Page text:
By Ray Stern
By Ray Stern
By New Times
By Amy Silverman
By Stephen Lemons
By Stephen Lemons
By Monica Alonzo
By Chris Parker
Underneath, it says "Photographer," or, sometimes, "Internet Design Consultant," and then a phone number. The number listed is disconnected. You must reverse the last two digits when dialing, the escort says, to reach her cell phone.
Potential clients put the card in their wallets, grateful. The disinformation provides protection from snooping spouses.
At the Hyatt Regency Scottsdale Resort, Taylor sips Grand Marnier, waiting to be approached. The business cards in her purse tonight are borrowed from a friend, with Taylor's number written on the back in pen.
Taylor quit printing her own cards weeks ago as a gesture of quitter's faith. She has promoted her services so successfully on the Internet that she's become something of an online celebrity. She's been interviewed by Online Tonight, ZDTV and Wired News ("Net Escorts Nail Their Niche," smirked the Wired headline).
Taylor thinks her newfound fame is a chance to escape the escort business and become an Internet star. Her first step is performing in online video porn shows at a new, Phoenix-based Internet studio owned by a fellow escort. Eventually she wants to become the "Martha Stewart of the sex industry" -- doing online product demonstrations, book reviews and lending sex advice.
A 28-year-old divorcée and mother of two who's engaged to be married again, Taylor swears tonight's lounge foray will be one of her last attempts at "direct marketing" -- an escort euphemism for going to a bar and waiting to be hit on.
Waiting, like now.
The Hyatt's wealthy alpha males keep an eye on Taylor, but haven't approached. They circulate through the cocktail lounge and expansive patio. They wander past the delicate fingers of resort landscaping. They glance up at the palm trees, then down at the potted flowers . . . and their eyes return to Taylor, a Barbie doll come to life in a shiny red dress.
You can almost hear them thinking: She's alone, looking like that -- and no ring. There must be a catch.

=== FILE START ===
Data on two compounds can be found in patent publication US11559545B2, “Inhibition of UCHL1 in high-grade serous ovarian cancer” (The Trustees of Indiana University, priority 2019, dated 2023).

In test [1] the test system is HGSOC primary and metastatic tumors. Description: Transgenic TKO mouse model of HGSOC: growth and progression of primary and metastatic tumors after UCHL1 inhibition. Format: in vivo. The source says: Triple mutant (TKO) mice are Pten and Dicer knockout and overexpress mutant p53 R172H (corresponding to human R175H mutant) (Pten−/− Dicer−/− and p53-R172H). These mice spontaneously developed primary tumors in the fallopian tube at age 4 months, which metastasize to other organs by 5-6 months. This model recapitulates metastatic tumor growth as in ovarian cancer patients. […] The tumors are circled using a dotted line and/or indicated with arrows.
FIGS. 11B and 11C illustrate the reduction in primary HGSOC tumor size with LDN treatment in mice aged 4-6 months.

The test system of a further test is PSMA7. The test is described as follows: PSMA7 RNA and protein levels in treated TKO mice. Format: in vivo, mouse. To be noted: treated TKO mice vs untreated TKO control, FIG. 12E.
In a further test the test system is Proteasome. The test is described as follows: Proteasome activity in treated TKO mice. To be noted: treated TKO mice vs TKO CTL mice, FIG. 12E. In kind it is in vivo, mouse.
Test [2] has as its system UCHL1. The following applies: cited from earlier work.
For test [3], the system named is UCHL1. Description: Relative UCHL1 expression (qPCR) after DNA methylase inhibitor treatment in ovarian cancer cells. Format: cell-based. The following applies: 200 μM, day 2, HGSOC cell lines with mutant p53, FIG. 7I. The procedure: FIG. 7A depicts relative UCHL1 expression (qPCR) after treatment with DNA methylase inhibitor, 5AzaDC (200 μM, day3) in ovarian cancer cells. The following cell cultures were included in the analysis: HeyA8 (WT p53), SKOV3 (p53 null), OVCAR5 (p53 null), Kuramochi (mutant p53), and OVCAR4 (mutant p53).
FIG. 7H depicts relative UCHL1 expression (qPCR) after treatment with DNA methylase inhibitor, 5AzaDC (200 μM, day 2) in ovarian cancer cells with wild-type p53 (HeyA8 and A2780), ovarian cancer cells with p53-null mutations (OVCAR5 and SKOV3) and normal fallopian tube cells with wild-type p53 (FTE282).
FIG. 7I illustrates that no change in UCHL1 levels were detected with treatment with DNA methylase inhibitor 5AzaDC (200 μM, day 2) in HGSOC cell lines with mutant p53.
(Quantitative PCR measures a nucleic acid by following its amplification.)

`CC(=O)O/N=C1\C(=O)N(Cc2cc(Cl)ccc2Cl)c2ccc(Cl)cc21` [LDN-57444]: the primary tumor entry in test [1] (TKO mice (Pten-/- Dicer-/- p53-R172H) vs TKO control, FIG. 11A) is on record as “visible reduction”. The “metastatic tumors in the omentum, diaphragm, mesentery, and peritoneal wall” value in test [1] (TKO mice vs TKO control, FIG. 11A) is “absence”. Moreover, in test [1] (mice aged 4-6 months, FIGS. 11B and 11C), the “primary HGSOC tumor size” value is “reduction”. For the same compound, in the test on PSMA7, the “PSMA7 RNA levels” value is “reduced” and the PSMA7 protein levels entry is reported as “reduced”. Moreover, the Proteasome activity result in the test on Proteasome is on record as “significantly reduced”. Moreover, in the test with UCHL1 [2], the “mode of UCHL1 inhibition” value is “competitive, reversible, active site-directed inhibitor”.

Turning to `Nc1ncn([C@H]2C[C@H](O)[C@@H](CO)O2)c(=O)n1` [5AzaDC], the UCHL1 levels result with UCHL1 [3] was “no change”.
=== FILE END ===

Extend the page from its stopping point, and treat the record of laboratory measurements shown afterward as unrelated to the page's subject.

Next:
And the catch is this: A minute or two into their flirty conversation, Taylor will trump a man's prepared pickup lines and career brags by saying: "I'm actually here doing a little PR for myself. I'm an escort, would you like my card?"
The reactions, Taylor says, vary greatly.
Many are intrigued, some are bemused and others are insulted. "Why would I need to pay for something like that?" is a common indignant response.
If the man is willing, however, a deal is negotiated right at the bar. Starting price is $300 per hour. "The assholes in Scottsdale bars will always try to impress you by pointing out how much money they make," Taylor says. "They don't realize my price just went up."
Though Taylor has only been an escort for a little more than a year, she knows all the best local venues for direct marketing. Bars such as the Famous Door and the Cajun House. Resorts like the Hyatt Regency. And just about any lounge at a golf course. The most important requirement is that the hot spot is within the City of Scottsdale -- where escorting is a seller's market and, escort-service insiders add, police stings are nearly nonexistent.
"All the best clients are here in Scottsdale," she says. "There isn't a need to go anywhere else because there's so much business here."
It's a resort community, after all. And resort living means never having to dine, or sleep, alone.
In 1996, Scottsdale was ranked the 103rd most populous city in the country. A year later, it was ranked 29th in volume of escort phone book listings, according to a Scripps-Howard News Service survey (Phoenix was seventh in population, fourth in escort listings). One Scottsdale limo service manager, Jerry Goraj of Starlite Limousines, estimates that 20 percent of his clients express interest in hiring an escort, though many back out when they discover the cost. Those who go through with the transaction are sometimes robbed and beaten in an unscrupulous form of escorting called "cash 'n' dash." (See accompanying story)
The men at the Gainey Ranch Hyatt sneak glances at Taylor and probably do not imagine her as a potential threat, only potentially threatening to their self-esteem. When one finally works up the nerve to approach, everybody watches.
Taylor looks up at him, shakes his hand and laughs at his jokes. Not devouring him alive, after all.
With the ice successfully broken, the whole room seems to shift. One by one, men wade over to Taylor, attempting to appear casual, but lining up as obvious as incoming air traffic at Sky Harbor.
Taylor smiles broadly, opens her purse, and gets out her borrowed business cards.
Before going independent in October, Cole Taylor worked for Essence Entertainment & Limousine of Scottsdale, the premier agency in the Valley.
Essence's owner and operator is John Lemonis, who looks the part. He's got the shirt unbuttoned a bit too far. He's got the gold chain around his neck. He's got the blown-dry hair styled straight back.
"Prostitution goes back to Adam and Eve," Lemonis says between puffs on a Benson & Hedges. "You know Moses didn't go up to the mountain alone, he probably had a couple 12-year-old slave girls with him. And our friend Jesus -- if there was a Jesus, and I hope there was -- his best friend was Mary Magdalene. And according to the Bible, she was -- a what? A prostitute."